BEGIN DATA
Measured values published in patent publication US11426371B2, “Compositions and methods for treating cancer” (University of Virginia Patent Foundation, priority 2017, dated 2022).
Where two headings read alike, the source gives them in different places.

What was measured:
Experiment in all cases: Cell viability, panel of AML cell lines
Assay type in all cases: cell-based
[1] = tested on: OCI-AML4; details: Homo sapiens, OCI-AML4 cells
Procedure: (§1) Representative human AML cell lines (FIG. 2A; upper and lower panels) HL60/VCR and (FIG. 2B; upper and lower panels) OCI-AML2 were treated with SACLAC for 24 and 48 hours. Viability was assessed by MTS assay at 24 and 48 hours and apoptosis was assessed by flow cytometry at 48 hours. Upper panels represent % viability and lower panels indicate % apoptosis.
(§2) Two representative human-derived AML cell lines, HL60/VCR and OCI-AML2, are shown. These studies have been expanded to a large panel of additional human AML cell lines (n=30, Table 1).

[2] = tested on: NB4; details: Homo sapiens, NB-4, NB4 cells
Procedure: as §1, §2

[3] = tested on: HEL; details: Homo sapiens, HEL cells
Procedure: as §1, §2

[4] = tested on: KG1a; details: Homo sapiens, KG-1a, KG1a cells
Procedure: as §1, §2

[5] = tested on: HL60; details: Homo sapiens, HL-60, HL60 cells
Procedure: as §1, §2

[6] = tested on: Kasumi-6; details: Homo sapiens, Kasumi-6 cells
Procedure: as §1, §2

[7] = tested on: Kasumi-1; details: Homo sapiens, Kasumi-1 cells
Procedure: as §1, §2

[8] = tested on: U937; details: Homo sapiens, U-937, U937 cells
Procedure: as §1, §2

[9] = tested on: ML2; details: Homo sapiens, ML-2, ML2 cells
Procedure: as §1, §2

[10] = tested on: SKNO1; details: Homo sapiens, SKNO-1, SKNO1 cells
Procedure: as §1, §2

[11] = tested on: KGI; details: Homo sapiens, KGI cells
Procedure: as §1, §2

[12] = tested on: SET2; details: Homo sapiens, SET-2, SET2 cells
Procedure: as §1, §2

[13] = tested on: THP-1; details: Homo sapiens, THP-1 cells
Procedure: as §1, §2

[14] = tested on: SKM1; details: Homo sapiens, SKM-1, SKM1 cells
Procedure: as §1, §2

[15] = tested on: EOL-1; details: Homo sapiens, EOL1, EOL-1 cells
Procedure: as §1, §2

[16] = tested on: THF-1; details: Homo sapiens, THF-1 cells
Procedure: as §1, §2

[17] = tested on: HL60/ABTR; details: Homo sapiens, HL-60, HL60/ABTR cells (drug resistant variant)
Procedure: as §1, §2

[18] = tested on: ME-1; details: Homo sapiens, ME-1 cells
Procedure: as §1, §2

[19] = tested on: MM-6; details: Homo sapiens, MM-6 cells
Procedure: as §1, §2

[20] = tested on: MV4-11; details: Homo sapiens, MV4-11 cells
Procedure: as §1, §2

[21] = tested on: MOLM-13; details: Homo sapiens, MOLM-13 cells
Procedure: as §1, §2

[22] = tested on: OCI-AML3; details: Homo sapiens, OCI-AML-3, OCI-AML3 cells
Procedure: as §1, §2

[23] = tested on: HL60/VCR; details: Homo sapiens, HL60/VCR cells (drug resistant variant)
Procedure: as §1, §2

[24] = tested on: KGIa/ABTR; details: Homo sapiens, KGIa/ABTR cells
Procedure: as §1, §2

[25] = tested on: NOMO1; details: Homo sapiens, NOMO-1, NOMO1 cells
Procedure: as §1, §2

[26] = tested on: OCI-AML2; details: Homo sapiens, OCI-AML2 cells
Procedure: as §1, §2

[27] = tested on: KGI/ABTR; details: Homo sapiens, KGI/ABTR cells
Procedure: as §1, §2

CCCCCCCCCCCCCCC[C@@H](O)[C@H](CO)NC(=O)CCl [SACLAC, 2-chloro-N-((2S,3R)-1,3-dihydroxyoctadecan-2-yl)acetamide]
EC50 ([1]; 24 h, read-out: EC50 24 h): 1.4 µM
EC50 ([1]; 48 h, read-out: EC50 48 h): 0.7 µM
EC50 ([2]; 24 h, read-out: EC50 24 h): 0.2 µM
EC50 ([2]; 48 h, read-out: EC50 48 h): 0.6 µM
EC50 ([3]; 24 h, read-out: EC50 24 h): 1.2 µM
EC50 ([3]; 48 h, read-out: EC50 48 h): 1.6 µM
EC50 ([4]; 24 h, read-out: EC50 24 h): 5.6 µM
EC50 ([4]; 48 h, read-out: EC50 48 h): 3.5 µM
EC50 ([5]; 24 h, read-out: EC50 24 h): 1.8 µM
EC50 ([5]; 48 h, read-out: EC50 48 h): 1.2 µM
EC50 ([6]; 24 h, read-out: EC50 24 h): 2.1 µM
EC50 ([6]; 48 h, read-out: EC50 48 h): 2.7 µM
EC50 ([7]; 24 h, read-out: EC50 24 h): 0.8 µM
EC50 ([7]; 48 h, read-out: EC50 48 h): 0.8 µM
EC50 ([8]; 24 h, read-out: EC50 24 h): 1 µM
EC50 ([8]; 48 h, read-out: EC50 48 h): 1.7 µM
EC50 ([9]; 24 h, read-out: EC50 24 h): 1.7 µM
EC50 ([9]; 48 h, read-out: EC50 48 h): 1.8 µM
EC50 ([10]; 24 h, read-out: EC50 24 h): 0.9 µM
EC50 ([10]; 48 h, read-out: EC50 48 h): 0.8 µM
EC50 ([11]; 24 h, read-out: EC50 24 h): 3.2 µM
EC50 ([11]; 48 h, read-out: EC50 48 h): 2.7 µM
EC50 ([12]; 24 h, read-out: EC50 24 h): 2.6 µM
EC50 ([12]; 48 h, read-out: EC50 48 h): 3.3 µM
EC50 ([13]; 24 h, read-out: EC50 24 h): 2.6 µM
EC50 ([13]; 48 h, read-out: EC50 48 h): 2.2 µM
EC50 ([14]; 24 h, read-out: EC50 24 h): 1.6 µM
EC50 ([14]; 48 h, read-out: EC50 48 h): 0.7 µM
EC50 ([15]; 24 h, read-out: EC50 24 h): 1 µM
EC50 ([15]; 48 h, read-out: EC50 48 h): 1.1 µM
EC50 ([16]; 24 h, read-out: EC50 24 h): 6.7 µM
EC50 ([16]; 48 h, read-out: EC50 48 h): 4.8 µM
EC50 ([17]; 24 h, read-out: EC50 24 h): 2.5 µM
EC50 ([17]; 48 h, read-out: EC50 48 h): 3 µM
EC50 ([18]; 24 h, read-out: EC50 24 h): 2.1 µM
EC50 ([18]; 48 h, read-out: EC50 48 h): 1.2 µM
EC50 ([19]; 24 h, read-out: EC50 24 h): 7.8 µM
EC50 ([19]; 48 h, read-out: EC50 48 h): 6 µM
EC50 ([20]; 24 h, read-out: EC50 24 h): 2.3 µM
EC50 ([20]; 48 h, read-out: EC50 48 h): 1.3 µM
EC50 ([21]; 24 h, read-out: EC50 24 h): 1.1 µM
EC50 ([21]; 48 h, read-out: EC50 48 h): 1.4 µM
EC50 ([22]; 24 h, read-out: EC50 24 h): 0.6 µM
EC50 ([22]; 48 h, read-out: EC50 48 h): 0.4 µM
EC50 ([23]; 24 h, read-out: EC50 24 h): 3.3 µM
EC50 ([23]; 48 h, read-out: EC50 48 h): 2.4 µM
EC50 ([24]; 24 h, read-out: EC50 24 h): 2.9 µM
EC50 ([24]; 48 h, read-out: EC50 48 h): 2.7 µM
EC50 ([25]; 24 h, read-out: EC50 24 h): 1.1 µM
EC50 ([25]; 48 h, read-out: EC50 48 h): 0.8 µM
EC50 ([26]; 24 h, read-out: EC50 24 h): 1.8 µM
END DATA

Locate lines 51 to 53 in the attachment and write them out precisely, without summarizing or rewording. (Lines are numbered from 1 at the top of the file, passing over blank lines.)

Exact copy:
[23] = tested on: HL60/VCR; details: Homo sapiens, HL60/VCR cells (drug resistant variant)
Procedure: as §1, §2

[24] = tested on: KGIa/ABTR; details: Homo sapiens, KGIa/ABTR cells